Professional and Voluntary Organizations Meeting with NIAMS Staff

During the breakout sessions, NIAMS staff met with representatives from the professional and voluntary organizations to discuss how NIH and the organizations can work together to support K scientists. The organizations’ representatives briefly described their missions and resources available to early-stage investigators, some of which are specifically designed to supplement and support researchers with existing NIH career development awards. The resources discussed ranged from new investigator, bridge, and supplement awards to assistance in establishing mentor and peer networks and awards to help address COVID-19-related research delays. The organizations also highlighted their efforts to improve diversity and inclusion of women and underrepresented groups working in their mission areas. These efforts focus both on diversifying the scientific workforce, including awards to improve networking and mentorship opportunities, and on encouraging research that addresses health disparities through targeted funding opportunities. The groups also discussed awards to help retain researchers and support investigators whose grant applications fell just short of NIH paylines.

Grantsmanship Panel

After the breakout session and discussion, the meeting continued with a panel on grantsmanship moderated by Dr. Cibotti. Panelists included the meeting mentors and Dr. Alexey Belkin, a NIAMS program Director who previously worked at the NIH Center for Scientific Review. Questions and a brief summary of panelists’ responses are provided below.

As a reviewer, what you would like to see on the aims page and the research strategy section of a competitive R01 application from a new principal investigator?

The mentors emphasized the importance of making the application clear and concise so that is it easy for reviewers to read and understand. For example, including subheadings in the aims page can sometimes make is easier for reviewers to find what they are looking for (e.g., context, research strategy, relationship between aims, rigor, and reproducibility). It is important to start with a broad long-term goal, including context for why the goal matters and the knowledge gap that the proposal addresses. After defining the problem, it is important to present the research strategy that will be used. One mentor also recommended highlighting innovation and public health relevance to make it easy for reviewers to understand why the research is important. Successful applications should also be interesting, and one way to stimulate interest is to present the work as a “story” with a beginning, a middle, and an end, leaving out any extraneous information. The aims page should also include one or two sentences summarizing what the applicant expects to achieve. If the application is a competing renewal, it’s also important to give a sense right at the beginning of the application of what was accomplished with the prior grant.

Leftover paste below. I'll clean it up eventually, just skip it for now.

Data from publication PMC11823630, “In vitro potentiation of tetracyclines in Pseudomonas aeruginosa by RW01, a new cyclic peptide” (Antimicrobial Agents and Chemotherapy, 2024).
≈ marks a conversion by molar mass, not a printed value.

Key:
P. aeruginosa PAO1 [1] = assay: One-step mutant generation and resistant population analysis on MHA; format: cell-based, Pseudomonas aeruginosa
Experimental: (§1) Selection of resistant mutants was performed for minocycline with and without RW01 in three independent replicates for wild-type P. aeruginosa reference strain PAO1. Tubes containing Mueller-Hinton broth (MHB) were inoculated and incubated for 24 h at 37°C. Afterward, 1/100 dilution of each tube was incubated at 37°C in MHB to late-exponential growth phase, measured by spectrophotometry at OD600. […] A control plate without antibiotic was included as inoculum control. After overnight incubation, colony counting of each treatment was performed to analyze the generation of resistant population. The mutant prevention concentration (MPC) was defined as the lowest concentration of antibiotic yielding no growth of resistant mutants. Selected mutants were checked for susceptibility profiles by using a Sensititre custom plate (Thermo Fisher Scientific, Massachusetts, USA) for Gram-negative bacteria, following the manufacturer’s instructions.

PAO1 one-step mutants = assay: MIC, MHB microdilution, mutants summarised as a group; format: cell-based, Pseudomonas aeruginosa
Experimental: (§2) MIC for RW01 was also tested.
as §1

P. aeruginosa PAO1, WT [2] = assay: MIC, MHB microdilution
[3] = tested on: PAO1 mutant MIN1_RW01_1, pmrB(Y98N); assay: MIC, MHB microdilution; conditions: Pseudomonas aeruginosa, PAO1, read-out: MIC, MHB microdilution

What are the most common grantsmanship errors that you see in R01 applications from new principal investigators?

The mentors mentioned several common errors in first-time R01 applications. A very common error is submitting an application that is overly ambitious. In many cases, it is better to have a little data that is of high-quality than to include data where rigor is lacking. Applicants should refrain from making figures very small in order to include more information, as such figures can be difficult to read. In addition, the mentors noted that three aims are not required and applicants should consider whether two aims are enough.